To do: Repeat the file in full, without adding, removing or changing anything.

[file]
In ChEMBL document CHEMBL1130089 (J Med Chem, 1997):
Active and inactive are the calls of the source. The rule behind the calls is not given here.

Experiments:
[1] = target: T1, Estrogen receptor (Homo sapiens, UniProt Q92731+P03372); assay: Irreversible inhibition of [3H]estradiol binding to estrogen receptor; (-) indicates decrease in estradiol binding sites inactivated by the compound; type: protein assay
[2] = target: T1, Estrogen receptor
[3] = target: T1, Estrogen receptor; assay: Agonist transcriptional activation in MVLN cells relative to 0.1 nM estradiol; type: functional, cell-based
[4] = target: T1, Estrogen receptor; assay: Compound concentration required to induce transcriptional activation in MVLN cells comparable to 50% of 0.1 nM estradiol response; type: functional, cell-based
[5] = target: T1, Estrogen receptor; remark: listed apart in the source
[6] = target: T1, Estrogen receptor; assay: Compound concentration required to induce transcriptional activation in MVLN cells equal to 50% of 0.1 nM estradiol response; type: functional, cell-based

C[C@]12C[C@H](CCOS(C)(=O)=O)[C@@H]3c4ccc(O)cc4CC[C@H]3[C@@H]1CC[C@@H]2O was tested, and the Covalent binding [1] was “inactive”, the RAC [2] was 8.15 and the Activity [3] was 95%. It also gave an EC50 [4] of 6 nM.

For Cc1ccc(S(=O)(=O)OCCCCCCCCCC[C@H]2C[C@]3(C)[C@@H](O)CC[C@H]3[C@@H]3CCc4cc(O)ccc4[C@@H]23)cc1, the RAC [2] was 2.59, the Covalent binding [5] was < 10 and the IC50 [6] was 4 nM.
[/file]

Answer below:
In ChEMBL document CHEMBL1130089 (J Med Chem, 1997):
Active and inactive are the calls of the source. The rule behind the calls is not given here.

Experiments:
[1] = target: T1, Estrogen receptor (Homo sapiens, UniProt Q92731+P03372); assay: Irreversible inhibition of [3H]estradiol binding to estrogen receptor; (-) indicates decrease in estradiol binding sites inactivated by the compound; type: protein assay
[2] = target: T1, Estrogen receptor
[3] = target: T1, Estrogen receptor; assay: Agonist transcriptional activation in MVLN cells relative to 0.1 nM estradiol; type: functional, cell-based
[4] = target: T1, Estrogen receptor; assay: Compound concentration required to induce transcriptional activation in MVLN cells comparable to 50% of 0.1 nM estradiol response; type: functional, cell-based
[5] = target: T1, Estrogen receptor; remark: listed apart in the source
[6] = target: T1, Estrogen receptor; assay: Compound concentration required to induce transcriptional activation in MVLN cells equal to 50% of 0.1 nM estradiol response; type: functional, cell-based

C[C@]12C[C@H](CCOS(C)(=O)=O)[C@@H]3c4ccc(O)cc4CC[C@H]3[C@@H]1CC[C@@H]2O was tested, and the Covalent binding [1] was “inactive”, the RAC [2] was 8.15 and the Activity [3] was 95%. It also gave an EC50 [4] of 6 nM.

For Cc1ccc(S(=O)(=O)OCCCCCCCCCC[C@H]2C[C@]3(C)[C@@H](O)CC[C@H]3[C@@H]3CCc4cc(O)ccc4[C@@H]23)cc1, the RAC [2] was 2.59, the Covalent binding [5] was < 10 and the IC50 [6] was 4 nM.